Taylor Swift Has Every Single Top 10 Song On Billboard

Taylor Swift made music history over the weekend, becoming the first artist to ever have all Top 10 Billboard Hot 100 songs.

Swift’s new album “Midnights,” came out on October 21st to much anticipation. The album, didn’t disappoint with many old and new Swifties giving it their approval.

Based on these new Billboard numbers, it seems there are a lot more Swifties than we originally thought.

TAYLOR SWIFT ANNOUNCES 2023 U.S. STADIUM TOUR

All things have been coming up Taylor these days.

Two weeks ago, she set the Spotify record for most album streams in a single day.

Then she set the Billboard record this past weekend

And earlier today she announced a full U.S. stadium tour that social media is flipping out about:

Tickets for the U.S. stadium tour go on sale November 15th.

Fans are able to sign up for Ticketmaster’s Verified Fan presale program to try and get tickets earlier. However, there were some complaints on social media that the site had crashed at times.

Ticket prices on the secondary market are expected to be ridiculously high, similar to how Harry Styles and Bruce Springsteen’s went for thousand dollar re-sells.

Listen, whether you like Taylor Swift or not, the fact is she is an absolute SUPERSTAR. She may be the biggest name in music across the globe. From casual to die-hard fans, Swift has been able to become a household name and a relevant pop culture icon.

In this day and age where nobody can pay attention or focus on anything, the fact that Swift was able to have not one, not two, not even three, but ALL TEN songs is just crazy.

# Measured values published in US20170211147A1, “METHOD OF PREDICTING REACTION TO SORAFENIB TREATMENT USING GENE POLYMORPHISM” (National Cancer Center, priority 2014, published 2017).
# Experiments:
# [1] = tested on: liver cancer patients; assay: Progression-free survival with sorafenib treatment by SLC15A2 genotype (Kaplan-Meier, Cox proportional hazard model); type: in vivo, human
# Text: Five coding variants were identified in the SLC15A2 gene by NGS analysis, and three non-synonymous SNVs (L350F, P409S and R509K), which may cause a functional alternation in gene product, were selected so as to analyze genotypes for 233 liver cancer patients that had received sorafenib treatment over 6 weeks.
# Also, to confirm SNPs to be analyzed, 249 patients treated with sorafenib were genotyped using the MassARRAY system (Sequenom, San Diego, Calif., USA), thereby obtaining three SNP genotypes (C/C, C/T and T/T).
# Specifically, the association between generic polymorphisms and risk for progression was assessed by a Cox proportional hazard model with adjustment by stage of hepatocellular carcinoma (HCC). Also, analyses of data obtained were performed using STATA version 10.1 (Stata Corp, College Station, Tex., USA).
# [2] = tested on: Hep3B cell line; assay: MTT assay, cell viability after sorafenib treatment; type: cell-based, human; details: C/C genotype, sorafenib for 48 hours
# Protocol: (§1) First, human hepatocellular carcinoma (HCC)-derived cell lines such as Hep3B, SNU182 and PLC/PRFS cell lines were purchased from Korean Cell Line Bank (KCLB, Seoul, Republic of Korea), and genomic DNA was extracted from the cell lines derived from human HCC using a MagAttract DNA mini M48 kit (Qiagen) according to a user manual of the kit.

“Midnights” is currently available everywhere. My personal favorite songs are “You’re On Your Own Kid,” and “Snow on the beach.” The first single is the song that currently holds the #1 position, “Anti-Hero.”

Written by Mike Gunzelman

Mike “Gunz” Gunzelman has been involved in the sports and media industry for over a decade. He’s also a risk taker - the first time he ever had sushi was from a Duane Reade in Penn Station in NYC.

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  1. There’s no comparison between today’s Hot 100, which counts streaming of songs on an album as “singles” (which they’re not) from the pre-streaming era. These Top 10 aren’t hits, per say, and aren’t being played on the radio. This so called “record” is akin to moving in the fences 150 feet and declaring someone who hits 120 HR’s the single season all-time HR leader. The Billboard Hot 100 has lost any credibility. Not that most of the other autotuned jibberish on the rest of the chart is any good. Most charted music in the last 25 years has been garbage.

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